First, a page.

End of the World Visions

by journojames on April 8, 2012

Originally published Feb. 2, 2012

I can’t stop thinking about the end of the world.

The End, Photo courtesy of Wikipedia

The thought pops into my head while I’m sipping my morning coffee. Sometimes I’ll imagine “the end” while I’m on a jog. It even distracted me a few weeks ago at church.

My fiancé and I had just finished a meeting with Father Eric, our priest who was counseling us on our summer wedding plans. We were talking about how beautiful the ceremony was going to be, but all I could envision was Los Angeles crumbling into the sea.

The world will end like everything else. When? Who really knows? David Koresh thought it would happen in 1993. He was wrong. Nostradamus was wrong, too. He predicted July 1999. And poor Harold Camping, the Christian radio broadcaster and numerologist who was positive the world would end last May, is now zero for three in his apocalyptic predictions.

Despite all these failed forecasts — and countless others like them — for some reason lately, I’ve had this feeling like the world may actually be coming close to some kind of an end.

Why was I thinking about this? Was it because my birthday was coming up? Was it the movie poster for Contagion I had been noticing throughout the city? Was it the G.O.P. debates?

Maybe it was all the recent hype surrounding the ancient and mysterious Mayan calendar. Apparently, the Mayan Long Count calendar ends on December 21, 2012. Many, including both scholars and crackpots, have interpreted this literally as Earth’s expiration date.

Doomsday Clock, Photo courtesy of damninteresting

Maybe it was the recent ominous tick by the Doomsday Clock, now set at 11:55 pm. This clock, maintained by the Bulletin of the Atomic Scientists at the University of Chicago, reflects international events dangerous to humankind, such as the Fukushima nuclear accident and the ambiguity surrounding Iran’s nuclear power. The closer the clock is to midnight, the closer the world is to global disaster. Just a few weeks ago, smarty-pants scientists moved the clock one minute closer to midnight. They blamed an increase of nuclear weapon instability around the world and an alarming change in the global climate as the main reasons.

Myth and science, usually at odds, seem to be in agreement here. That’s a bona fide red flag if you ask me.

Should I panic? Should I start building an underground fallout shelter? Or should I be looking at this differently? Maybe instead of working on an emergency plan to escape ill-fated Earth, I should be working on my attitude. If Doomsday were imminent, would it really be such a bad thing?

A silver lining then hit me. No one would have to worry about dying alone. That would be a relief. The lonely act of leaving loved ones behind and departing for the great beyond seems to be a deeply rooted fear for a lot of people. Fear no more.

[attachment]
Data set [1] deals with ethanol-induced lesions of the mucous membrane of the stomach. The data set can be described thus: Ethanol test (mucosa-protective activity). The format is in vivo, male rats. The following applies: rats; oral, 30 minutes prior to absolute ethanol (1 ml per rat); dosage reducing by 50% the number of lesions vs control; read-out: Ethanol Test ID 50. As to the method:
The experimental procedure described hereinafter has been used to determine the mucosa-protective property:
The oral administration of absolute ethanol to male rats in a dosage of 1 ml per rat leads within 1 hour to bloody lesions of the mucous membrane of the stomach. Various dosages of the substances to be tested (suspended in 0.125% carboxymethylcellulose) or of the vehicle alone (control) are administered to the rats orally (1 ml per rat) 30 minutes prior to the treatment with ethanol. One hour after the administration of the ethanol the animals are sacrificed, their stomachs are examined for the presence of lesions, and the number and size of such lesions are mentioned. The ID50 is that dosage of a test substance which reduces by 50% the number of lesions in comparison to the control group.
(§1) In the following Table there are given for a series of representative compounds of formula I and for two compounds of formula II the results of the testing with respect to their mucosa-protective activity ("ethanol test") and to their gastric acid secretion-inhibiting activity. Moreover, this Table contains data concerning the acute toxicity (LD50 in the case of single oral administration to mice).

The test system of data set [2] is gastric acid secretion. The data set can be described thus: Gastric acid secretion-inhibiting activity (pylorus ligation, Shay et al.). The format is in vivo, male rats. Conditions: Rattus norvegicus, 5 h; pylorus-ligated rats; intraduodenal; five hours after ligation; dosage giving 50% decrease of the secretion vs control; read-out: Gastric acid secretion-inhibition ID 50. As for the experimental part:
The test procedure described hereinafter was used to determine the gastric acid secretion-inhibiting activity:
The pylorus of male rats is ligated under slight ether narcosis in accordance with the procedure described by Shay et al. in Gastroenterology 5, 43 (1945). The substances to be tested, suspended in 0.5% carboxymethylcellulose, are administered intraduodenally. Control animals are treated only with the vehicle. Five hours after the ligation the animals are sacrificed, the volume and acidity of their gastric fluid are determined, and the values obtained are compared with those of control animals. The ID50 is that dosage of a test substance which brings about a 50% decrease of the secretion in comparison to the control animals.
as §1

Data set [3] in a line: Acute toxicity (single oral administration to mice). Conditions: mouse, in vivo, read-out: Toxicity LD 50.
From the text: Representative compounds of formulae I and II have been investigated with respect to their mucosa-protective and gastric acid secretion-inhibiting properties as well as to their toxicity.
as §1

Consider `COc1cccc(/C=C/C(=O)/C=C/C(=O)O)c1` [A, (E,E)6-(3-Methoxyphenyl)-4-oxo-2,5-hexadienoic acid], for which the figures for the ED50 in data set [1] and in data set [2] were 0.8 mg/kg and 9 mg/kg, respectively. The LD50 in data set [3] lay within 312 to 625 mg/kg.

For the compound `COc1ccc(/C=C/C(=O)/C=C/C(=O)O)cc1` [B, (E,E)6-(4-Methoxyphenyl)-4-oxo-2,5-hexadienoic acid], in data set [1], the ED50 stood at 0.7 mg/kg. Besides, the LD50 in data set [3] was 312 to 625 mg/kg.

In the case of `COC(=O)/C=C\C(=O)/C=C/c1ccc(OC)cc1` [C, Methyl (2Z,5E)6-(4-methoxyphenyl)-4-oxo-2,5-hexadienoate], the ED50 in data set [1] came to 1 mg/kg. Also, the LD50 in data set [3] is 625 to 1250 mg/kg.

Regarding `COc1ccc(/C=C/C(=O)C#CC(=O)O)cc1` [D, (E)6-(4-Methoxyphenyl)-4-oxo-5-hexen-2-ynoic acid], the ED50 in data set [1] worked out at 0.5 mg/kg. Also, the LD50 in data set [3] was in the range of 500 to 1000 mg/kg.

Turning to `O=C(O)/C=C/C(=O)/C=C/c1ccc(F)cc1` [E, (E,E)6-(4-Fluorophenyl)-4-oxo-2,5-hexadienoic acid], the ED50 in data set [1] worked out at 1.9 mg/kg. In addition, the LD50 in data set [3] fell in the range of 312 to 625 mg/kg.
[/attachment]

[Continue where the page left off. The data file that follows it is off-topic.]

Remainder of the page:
And, of course, we wouldn’t have to worry about saving the planet anymore. Alleluia! Let’s be honest, how annoying is planetary housekeeping? Nobody really wants to go through their garbage, picking out recyclables, or ride bicycles. It’s exhausting. It’s silly. So, the end of the world is a good thing. Rejoice! It’s liberating.

It's the end of the world and I feel fine, Photo courtesy of Technorati

It’s also inspiring. Just the menacing thought of the world’s demise has stirred the creative minds and souls of writers, artists and musicians throughout history.

The threat of an impending global doom has given birth to masterpieces: in literature, Mary Shelley’s The Last Man and Cormac McCarthy’s The Road; in art, Michelangelo’s “The Last Judgment”; in music, R.E.M.’s “It’s the End of the World as We Know It (and I Feel Fine)” and the Clash’s “London Calling”; and in movies, Stanley Kubrick’s “Dr. Strangelove,” and most recently, Lars von Trier’s “Melancholia.”

Cinematic storytellers, especially, seem to be particularly inspired by the imminent doom that hangs over all our heads.

“Apocalyptic films function as a kind of warning about social, political or economic missteps that we as a society might be making,” said Bill Whittington, assistant chair of critical studies at USC’s School of Cinematic Arts.

He explained at a recent talk that apocalyptic stories have always interested filmmakers because of their drama and powerful messages.

Religious leaders around the world from the beginning have known that apocalyptic stories possess enormous power over people.

“It’s human nature to want to know how things end,” Father Eric told me just a couple days ago at the latest wedding counseling session.

“All these things, like the Mayan calendar or the Book of Revelations, are really about how life will change, not about how life will end,” he said.

Los Angeles crumbles, Photo courtesy of democraticunderground

I saw Los Angeles crumbling into the sea again as he was telling me this. But, this time, I didn’t break into a troubled sweat or thought about fallout shelters.

“The world will end,” Father Eric said. “It could be tomorrow, could be a thousand years from now. No one knows. That’s why you have to live each day like it’s your last.”

Who knew the apocalypse could be so life affirming? So, bring on the end of the world. It’s all good.

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